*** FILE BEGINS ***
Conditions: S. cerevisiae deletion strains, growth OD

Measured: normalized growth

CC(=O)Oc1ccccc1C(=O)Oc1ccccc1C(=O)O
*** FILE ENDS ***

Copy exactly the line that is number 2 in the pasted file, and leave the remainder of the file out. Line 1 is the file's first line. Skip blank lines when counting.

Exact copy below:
Measured: normalized growth